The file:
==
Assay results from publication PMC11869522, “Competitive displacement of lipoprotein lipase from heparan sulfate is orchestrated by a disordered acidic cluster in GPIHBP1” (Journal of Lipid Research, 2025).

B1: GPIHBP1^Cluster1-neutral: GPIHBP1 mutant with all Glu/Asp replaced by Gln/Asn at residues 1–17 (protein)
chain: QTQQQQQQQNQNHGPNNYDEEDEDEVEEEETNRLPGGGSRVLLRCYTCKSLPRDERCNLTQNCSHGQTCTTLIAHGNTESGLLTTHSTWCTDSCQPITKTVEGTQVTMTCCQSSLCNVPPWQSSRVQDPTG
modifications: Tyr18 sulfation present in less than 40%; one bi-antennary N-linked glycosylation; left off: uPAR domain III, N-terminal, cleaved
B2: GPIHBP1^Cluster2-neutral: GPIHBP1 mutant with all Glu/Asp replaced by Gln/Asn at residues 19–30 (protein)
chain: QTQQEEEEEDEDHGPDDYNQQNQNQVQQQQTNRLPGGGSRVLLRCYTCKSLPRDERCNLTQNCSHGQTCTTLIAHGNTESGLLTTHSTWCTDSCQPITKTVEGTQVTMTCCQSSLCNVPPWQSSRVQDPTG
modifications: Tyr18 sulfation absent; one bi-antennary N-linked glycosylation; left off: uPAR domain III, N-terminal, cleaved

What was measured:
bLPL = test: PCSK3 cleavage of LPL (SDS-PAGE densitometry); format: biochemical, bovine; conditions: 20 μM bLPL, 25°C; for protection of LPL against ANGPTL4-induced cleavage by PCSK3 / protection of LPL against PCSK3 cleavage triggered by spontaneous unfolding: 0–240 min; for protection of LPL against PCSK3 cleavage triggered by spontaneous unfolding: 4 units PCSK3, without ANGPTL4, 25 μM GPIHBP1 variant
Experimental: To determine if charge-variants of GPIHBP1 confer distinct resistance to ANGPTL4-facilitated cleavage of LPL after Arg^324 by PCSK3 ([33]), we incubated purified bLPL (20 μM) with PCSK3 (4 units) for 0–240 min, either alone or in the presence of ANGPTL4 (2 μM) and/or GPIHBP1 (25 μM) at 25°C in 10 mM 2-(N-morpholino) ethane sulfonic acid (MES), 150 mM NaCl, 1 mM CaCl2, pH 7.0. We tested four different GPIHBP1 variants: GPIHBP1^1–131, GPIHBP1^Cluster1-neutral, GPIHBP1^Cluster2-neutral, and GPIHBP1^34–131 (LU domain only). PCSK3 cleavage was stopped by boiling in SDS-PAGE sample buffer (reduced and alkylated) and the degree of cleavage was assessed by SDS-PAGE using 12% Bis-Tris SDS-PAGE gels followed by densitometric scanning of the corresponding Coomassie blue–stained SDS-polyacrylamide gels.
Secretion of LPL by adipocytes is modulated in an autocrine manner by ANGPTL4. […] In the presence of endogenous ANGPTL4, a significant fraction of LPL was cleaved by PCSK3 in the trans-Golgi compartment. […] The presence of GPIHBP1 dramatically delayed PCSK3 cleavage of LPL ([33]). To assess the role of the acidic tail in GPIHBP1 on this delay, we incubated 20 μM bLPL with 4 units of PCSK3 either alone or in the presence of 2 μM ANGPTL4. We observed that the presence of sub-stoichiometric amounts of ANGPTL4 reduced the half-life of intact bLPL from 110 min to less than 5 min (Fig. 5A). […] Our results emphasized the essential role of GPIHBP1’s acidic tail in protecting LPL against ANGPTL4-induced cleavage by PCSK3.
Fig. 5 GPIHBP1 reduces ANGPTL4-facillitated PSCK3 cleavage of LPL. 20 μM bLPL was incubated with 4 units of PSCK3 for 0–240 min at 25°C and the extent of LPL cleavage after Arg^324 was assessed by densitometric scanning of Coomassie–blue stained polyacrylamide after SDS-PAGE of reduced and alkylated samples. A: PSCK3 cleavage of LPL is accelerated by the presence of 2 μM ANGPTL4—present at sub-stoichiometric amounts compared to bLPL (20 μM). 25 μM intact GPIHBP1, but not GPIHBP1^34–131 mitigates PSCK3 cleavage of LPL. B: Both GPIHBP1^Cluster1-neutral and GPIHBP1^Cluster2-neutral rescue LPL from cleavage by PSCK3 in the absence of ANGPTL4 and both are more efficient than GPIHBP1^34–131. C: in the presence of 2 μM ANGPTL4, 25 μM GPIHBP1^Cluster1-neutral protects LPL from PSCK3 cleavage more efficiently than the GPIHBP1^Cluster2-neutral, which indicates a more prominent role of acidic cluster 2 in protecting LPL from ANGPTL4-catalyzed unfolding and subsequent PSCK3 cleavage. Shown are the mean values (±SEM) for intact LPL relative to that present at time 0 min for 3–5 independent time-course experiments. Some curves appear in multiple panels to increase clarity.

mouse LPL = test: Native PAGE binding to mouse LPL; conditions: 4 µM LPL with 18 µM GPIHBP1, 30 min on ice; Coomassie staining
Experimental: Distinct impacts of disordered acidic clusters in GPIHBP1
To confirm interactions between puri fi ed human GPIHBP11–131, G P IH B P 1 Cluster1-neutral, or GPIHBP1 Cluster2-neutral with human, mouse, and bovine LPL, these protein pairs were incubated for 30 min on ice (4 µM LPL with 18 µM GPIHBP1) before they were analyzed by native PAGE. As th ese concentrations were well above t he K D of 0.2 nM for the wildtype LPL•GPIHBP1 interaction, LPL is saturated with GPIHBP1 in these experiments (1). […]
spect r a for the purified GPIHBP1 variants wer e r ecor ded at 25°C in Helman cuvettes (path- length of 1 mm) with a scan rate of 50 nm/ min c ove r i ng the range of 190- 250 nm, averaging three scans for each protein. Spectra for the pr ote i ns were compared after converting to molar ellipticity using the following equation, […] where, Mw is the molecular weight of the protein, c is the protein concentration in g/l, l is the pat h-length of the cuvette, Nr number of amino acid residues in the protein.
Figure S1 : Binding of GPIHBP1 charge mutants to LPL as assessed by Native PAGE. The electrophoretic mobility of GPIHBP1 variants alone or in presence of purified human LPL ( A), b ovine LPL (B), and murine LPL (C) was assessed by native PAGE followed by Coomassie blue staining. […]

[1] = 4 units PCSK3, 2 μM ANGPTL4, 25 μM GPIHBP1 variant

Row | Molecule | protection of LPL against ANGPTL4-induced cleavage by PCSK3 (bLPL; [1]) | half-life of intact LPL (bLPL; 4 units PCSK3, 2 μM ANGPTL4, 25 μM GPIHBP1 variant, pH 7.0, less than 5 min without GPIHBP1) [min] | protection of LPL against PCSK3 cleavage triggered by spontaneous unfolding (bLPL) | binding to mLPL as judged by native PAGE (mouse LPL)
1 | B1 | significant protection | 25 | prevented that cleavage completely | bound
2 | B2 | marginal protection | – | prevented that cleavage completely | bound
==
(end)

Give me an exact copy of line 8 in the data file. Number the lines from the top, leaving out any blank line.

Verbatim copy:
What was measured: